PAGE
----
By Tuesday afternoon, without their commissary provisions, some of the inmates gave up the protest and began eating the jail’s food.

“But I still didn’t eat,” says Legrand, who wanted to ensure the unit’s demands were met.

hunger strike prisoners

“They’re coming to take our commissary,” one inmate told his cellmate.

Illustration by Isabel Seliger

Hours later, though, guards stood outside his cell and told him to “cuff up.”

“For what?” he asked.

“We don’t know,” Legrand recalled the guards saying. “We were just sent over here.”

He was headed to solitary confinement and double-bunked with Andrew Little, a self-proclaimed white supremacist.

In a letter to FC Free Press, Little said he threatened to hold hostage another black Muslim cellmate. It’s what got him in the hole in the first place, Little said.

“The jail knew about my gang affiliations,” Little wrote in the letter. “And they know I don’t take non-whites as cellmates.”

Legrand, a black Muslim, and feared for his life.

When the guards opened the cell door, Little stood at the front of it and squared off with the guard: “You’re not putting this ni–er terrorist in here.”

By Wednesday, a few more inmates had given up the protest, but there was a faction of prisoners who continued to refuse the jail’s food until their demands were met. Since the lockdown began, the inmates had not been allowed to make calls or take showers. They would put up sheets as a barrier between their cellmates while they “bird-bathed” in their sinks, splashing cold water on their bodies.

Meanwhile, Boger, along with Della Silner, both started to needle the warden in emails and with calls to the jail. They phoned advocacy groups and contacted local and state news outlets that picked up on the story.

On the morning of April 8th, PA Post published a story about a possible hunger strike at the prison. Soon, it made its way into local papers and websites, which then spread into the county jail.

That afternoon, the county commissioners called the warden into a meeting. The inmates would get their demands met, and they would be allowed out of their cells. (At that point, it had been three days since any of them had showered.)

By Wednesday evening, the protest was over. Inmates reported that the guards on staff from then on were wearing masks along with gloves, and the jail started to give inmates tablets to make calls more often, and provided extra cleaning supplies to clean their cells. They also got masks for themselves.

And while the protest wound down, Legrand still stayed in his one-person cell for nine days with a man who he feared would threaten his life.

“I was there, not sure if I was going to get killed in my sleep. Anything could’ve happened,” Legrand says.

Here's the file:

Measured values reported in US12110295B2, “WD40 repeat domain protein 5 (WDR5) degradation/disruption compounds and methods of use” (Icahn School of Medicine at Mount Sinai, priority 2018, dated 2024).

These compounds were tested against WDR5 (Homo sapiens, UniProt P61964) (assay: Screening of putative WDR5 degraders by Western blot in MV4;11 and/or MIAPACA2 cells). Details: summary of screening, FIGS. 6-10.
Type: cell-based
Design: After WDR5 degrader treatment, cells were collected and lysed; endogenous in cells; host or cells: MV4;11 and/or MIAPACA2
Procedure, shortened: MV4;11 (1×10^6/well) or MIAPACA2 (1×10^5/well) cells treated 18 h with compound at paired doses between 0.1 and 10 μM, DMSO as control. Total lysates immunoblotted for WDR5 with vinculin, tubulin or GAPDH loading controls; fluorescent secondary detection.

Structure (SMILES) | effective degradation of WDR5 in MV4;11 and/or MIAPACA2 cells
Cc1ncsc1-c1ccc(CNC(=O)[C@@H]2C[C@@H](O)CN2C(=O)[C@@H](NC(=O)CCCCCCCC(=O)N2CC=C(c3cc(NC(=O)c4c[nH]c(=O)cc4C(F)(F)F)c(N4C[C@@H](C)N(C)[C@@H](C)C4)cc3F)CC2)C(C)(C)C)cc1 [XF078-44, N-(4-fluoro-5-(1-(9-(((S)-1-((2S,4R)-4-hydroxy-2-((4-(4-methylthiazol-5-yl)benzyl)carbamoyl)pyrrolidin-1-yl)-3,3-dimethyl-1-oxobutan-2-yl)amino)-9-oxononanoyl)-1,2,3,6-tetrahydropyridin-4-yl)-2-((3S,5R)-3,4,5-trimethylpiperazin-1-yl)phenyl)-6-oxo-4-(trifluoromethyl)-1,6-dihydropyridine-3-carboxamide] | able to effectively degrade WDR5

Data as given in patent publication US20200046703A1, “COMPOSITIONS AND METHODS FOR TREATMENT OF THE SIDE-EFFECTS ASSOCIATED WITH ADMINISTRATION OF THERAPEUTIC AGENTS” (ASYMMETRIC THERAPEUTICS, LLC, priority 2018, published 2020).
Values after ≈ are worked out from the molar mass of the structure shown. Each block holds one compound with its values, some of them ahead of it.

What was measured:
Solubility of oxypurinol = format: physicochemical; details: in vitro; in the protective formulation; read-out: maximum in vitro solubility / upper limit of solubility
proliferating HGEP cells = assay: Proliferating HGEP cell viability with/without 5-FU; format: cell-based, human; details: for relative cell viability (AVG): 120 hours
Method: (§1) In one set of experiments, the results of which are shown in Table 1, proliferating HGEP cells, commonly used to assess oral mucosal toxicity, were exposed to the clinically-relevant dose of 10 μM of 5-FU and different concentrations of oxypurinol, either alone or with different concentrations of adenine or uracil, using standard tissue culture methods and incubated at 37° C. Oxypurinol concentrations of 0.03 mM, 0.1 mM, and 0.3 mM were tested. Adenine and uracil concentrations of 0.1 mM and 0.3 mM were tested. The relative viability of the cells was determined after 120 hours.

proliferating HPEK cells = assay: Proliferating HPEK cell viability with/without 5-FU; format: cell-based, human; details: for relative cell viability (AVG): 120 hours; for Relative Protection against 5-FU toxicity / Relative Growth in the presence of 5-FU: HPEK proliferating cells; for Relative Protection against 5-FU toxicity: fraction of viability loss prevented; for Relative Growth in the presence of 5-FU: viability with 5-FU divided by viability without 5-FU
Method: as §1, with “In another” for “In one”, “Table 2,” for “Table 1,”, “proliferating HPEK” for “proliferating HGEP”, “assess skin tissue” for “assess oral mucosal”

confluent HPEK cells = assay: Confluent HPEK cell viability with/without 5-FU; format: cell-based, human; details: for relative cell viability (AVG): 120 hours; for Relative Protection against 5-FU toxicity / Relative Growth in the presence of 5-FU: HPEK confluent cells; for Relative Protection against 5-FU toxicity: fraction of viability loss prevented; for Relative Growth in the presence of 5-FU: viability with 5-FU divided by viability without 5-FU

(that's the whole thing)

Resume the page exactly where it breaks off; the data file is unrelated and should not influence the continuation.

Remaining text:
The jail would not comment on why it allowed guards to place the two men in the same cell, saying inmates’ custody status is not public information.

Through Facebook Messenger, John Flannery, chairman of the county prison board, said that he didn’t believe Little was a racist. “I can almost assure you with certainty that there are no issues with the security of inmates sharing a cell that have motives in regards to racism which could cause any type of violence,” he said.

The two shared the cell without conflict. Much of that, Little said, was because they were able to find common hatred for the guards who placed them together.

“I decided to put my beliefs and views aside for a moment to hear what he had to say,” Little said. “I strongly believe they put us together in a cell that the camera cannot see.”

Legrand has now been out of the solitary cell for several weeks, and also thinks the guards put him in the cell with Little to start a fight, or worse. He described the whole experience as a “nightmare.”

But beyond what he perceived as retaliation for starting the strike, there continues to be one thing that nags Legrand — and all the other cellmates interviewed on F block, for that matter — which is that it took a protest to simply get proper cleaning supplies.

Even still, COVID-19 still got in. Last week, the jail confirmed it had one case during intake and removed the inmate from the facility. But as recent history has shown, once the virus gets in, it’s only a matter of time before the jail is overrun.

PA Post is a nonprofit newsroom covering policy and government in Pennsylvania. For more, go to PaPost.org. The Franklin County Free Press is an independent news site based in Chambersburg, Pennsylvania. Find it online at fcfreepresspa.com.